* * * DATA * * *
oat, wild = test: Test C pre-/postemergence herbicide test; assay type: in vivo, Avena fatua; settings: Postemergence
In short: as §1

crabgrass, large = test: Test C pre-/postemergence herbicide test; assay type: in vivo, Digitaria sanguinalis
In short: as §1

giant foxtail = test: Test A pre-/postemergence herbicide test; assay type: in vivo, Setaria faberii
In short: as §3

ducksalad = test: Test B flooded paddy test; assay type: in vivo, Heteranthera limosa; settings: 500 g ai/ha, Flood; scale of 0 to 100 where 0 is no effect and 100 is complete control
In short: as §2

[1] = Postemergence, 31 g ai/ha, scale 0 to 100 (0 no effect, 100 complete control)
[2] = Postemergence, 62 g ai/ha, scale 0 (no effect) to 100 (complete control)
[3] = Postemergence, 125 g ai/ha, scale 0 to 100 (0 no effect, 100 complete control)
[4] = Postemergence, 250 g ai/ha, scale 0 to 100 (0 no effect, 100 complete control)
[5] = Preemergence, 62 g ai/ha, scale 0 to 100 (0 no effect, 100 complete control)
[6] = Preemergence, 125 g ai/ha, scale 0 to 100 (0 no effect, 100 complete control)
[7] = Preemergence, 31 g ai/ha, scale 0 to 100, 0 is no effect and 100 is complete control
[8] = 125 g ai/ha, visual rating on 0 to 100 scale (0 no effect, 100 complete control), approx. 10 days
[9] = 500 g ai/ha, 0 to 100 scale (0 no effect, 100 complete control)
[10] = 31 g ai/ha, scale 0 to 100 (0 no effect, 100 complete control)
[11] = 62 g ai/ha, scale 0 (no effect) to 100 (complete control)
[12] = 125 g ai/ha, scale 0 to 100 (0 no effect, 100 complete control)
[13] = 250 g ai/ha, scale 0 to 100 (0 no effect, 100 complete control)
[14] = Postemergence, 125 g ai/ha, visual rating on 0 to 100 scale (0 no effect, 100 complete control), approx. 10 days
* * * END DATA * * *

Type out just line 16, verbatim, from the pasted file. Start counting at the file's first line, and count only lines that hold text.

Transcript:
[8] = 125 g ai/ha, visual rating on 0 to 100 scale (0 no effect, 100 complete control), approx. 10 days